Toward a Sustaining Production Theory

Citation:

O’Hara, Sabine U. 1997. “Toward a Sustaining Production Theory.” Ecological Economics 20 (2): 141–54.

Author: Sabine O’Hara

Abstract:

Production is commonly described as the root of wealth creation, growth and progress. Mainline production theory ascribes this wealth generating ability to a limited number of inputs transformed into equally narrowly defined goods and services. Output which is not part of the official economy's market exchange, or inputs not employed in their production process remain external and unaccounted for. Many of these unaccounted for goods and inputs are provided in households, gardens, subsistence production, or ecological and biophysical systems through the ‘free’ services of women or nature. Thus an alternative view of production is suggested, one which views production itself as linked to the social and bio-physical contexts within which it takes place. This context first makes the generation of input streams, the receiving of output streams and the processing of inputs by means of fund factors (Georgescu-Roegen) possible. As production is contextualized it becomes evident that processes which sustain input generation, waste absorption and material transformation are critical to the production process. These are referred to as sustaining services. A sustaining production process is one which maintains sustaining services instead of destroying them. It is further argued that steps toward the implementation of a sustaining production concept require a move from abstraction to material concreteness. Three areas of concreteness are discussed as moving from solely monetary to physical valuation criteria, moving from methodological homogeneity to diversity, and moving from a mystified and distanced decision making process about quantity and quality of production to one of informed, participatory discourse.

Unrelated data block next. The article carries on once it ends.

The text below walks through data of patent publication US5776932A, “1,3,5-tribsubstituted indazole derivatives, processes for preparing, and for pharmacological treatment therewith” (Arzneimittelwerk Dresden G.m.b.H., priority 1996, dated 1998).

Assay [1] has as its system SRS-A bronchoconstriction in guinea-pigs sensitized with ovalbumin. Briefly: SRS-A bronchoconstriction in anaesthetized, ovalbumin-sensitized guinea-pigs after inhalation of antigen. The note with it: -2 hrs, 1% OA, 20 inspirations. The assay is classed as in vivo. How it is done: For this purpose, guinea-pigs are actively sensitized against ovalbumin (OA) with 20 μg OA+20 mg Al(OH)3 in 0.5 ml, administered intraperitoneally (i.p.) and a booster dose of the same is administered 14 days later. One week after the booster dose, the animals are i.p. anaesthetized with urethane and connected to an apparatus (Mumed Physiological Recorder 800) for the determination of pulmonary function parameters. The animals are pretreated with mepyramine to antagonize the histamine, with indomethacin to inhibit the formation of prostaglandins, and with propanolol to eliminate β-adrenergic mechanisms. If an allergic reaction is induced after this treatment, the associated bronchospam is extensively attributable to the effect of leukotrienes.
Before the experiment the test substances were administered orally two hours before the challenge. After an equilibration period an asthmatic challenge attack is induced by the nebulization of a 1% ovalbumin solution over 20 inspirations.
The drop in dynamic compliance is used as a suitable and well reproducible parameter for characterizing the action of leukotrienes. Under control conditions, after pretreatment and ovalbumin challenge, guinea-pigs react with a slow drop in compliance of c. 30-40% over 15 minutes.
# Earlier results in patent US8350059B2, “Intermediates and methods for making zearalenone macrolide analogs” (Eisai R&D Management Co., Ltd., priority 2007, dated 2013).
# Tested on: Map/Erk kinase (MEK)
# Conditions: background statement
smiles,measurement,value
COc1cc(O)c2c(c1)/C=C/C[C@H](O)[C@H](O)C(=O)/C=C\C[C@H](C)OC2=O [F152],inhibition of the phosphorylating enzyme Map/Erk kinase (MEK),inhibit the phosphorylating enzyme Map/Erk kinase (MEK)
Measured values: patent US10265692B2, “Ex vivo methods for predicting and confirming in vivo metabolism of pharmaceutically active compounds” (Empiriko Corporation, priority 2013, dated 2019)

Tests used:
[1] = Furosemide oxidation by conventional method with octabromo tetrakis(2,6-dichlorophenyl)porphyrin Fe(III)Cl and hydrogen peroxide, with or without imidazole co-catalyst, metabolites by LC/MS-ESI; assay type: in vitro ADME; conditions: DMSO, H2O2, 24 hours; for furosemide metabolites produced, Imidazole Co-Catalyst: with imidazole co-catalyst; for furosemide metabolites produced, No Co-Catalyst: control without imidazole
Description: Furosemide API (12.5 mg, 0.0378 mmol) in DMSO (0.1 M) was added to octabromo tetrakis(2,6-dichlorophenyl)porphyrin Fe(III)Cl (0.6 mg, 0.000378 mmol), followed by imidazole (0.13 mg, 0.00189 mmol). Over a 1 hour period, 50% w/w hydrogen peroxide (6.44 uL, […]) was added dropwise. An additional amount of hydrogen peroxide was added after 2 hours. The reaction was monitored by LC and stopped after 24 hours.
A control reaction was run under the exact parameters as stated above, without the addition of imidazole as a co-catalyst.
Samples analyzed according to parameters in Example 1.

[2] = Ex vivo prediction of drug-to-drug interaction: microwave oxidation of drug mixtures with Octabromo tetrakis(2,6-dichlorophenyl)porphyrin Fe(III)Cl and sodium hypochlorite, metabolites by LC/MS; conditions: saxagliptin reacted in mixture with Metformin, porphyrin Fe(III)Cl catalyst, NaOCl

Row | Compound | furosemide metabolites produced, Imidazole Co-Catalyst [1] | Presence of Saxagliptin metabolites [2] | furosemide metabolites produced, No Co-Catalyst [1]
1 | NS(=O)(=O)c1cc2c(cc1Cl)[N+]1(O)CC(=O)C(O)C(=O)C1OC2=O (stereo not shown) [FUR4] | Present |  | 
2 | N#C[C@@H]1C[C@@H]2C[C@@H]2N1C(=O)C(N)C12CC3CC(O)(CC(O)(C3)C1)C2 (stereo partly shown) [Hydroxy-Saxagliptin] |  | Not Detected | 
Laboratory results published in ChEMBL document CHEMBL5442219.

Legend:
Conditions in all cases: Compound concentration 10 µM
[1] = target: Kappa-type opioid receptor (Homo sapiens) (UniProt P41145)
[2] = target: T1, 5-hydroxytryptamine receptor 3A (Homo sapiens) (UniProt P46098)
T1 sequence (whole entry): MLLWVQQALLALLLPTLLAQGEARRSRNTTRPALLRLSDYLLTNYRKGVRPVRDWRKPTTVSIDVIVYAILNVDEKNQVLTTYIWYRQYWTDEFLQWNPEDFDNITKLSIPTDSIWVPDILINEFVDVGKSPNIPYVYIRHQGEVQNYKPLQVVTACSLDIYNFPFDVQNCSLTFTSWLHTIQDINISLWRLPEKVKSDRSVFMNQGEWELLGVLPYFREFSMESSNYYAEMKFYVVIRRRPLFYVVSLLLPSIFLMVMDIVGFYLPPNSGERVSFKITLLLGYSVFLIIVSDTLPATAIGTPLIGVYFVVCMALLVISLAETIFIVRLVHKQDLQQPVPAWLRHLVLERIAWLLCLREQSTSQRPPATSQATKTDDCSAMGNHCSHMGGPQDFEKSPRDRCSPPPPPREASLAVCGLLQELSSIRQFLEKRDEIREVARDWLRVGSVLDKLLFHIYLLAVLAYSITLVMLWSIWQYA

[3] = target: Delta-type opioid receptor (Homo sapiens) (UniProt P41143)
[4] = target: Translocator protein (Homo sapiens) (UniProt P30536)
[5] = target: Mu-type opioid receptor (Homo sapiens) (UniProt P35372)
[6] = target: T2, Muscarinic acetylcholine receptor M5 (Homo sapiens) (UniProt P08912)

Keywords: production theory, sustainability, ecosystem services, social sustainability, flow/ fund factors, feminist theory

Topics: Economies, Ecological Economics, Informal Economies, Environment, Gender, Women, Gender Roles

Year: 1997

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